THE AISLE SEAT - by Mike McGranaghan
"THE FIGHT WITHIN"
Is there a Venn diagram of people who want to see an earnest Christian-themed movie and a hardcore mixed martial arts drama? I'm guessing the overlap there would be pretty minimal. And yet, here's The Fight Within, a film that combines rampant sermonizing with muscular dudes beating the crap out of each other. It's every bit as bizarre as it sounds.
John Major Davis plays Logan Chandler, a college student who cut short a promising MMA career after the abrupt death of his former-champion father. His brother Mason (Mike H. Taylor) has taken over their dad's gym, which is struggling financially. The key to saving it is to have Logan fight his arch-nemesis, Hayden Dressler (Matt Leddo), a perpetually-sneering jerk who lives to antagonize people he doesn't like. (He's such a one-dimensional stereotype ripped out of an '80s movie that it's a wonder he wasn't played by William Zabka.) Logan refuses to fight, especially after meeting Emma (Lelia Symington), a devout Christian with plans to do missionary work in Africa. She helps him find Jesus and clear out some of his anger. Hayden, however, is determined to get Logan back in the ring, come hell or high water.
Like a lot of faith-based films, The Fight Within screeches its plot to a dead halt in order to deliver a message of faith. The first half-hour sets up the rivalry between Logan and Hayden, but once Emma enters the picture, she and her friends start delivering religious soliloquies that help him see the light. Following an endless montage of the couple frolicking on a lake, there's a scene where Logan accompanies Emma to church and is converted after hearing what is literally the most generic sermon you can imaging a screenwriter concocting. The final half-hour goes back to MMA action, focusing on Logan training and (this is not a spoiler) fighting Hayden. Director Michael William Gordon and writer Jim Davis never find a way to meld their two subjects together in a smooth manner.
While the movie's intent is admirable, the execution is marred by a number of other things, too. The characters are all paper-thin and, in some cases, borderline offensive. For instance, there is exactly one prominent African-American, and he's a homeless gentleman who fulfills the “magical Negro” role. One also has to question the seeming hypocrisy of the story's mentality. The Fight Within talks repeatedly about how God loves everyone, then ends with the not-so-subtle suggestion that He really wants Logan to give Hayden a whupping. Is Hayden not loved or redeemable because he's so mean?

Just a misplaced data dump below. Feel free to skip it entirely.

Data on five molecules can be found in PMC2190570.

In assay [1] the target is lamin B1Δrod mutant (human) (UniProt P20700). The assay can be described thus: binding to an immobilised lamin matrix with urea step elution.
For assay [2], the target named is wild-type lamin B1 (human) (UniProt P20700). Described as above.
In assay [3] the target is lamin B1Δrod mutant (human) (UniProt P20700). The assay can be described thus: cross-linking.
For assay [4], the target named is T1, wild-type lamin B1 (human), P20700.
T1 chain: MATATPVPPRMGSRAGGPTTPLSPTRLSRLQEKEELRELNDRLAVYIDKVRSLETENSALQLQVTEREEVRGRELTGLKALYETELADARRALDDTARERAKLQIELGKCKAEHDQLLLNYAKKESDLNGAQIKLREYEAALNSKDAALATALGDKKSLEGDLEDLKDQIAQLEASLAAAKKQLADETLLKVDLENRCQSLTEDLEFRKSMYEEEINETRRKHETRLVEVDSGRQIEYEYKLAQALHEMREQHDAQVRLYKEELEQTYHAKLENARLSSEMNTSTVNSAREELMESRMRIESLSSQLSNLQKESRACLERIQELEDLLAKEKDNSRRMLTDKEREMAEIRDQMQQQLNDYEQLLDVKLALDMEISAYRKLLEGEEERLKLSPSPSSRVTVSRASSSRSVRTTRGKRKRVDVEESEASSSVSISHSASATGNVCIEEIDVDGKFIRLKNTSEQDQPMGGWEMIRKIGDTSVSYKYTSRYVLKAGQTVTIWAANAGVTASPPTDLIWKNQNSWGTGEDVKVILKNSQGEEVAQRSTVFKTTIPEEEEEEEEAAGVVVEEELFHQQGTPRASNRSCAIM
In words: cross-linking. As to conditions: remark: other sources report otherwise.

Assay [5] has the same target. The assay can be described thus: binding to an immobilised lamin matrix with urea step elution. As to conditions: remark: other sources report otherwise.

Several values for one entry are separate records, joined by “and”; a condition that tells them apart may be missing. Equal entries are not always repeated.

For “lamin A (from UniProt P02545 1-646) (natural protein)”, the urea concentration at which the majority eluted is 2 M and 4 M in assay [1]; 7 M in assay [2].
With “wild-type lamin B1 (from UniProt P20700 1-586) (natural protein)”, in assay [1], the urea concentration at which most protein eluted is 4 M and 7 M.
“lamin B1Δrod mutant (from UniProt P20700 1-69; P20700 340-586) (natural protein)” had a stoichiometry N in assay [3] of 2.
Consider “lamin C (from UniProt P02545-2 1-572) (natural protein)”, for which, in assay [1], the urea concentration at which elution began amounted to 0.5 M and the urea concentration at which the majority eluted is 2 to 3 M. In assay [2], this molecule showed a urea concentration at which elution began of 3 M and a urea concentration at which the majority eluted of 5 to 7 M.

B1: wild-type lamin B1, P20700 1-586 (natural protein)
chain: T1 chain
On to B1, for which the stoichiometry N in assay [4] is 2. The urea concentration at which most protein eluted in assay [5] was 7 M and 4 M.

The performances are uniformly bland, with a couple supporting actors coming off as downright amateurish. An actor playing one of Emma's friends appears to have memorized the dialogue without bothering to practice things like naturalistic inflection. The plot points are just as dull and predictable. If you don't know everything that's going to happen within the first ten minutes, you've never seen a movie before. There's no legitimate drama or suspense when every single development is so painfully obvious.
The only thing The Fight Within gets right is the fighting. The actors reportedly trained for months to prepare, and it shows. MMA scenes are often shot in long takes so we can see no stunt doubles were used. That's impressive. Everything else is by-the-numbers. The movie certainly has a respectable message. Pairing it with the unlikely subject of mixed martial arts isn't enough, though. The best faith-based films bring their messages alive with compelling stories, identifiable characters, and at least a modicum of subtlety. The Fight Within blunts its message by wrapping it in cliches and then pummeling you with it.
( 1/2 out of four)
The Fight Within is rated PG-13 for some sports violence and brief menace. The running time is 1 hour and 28 minutes.
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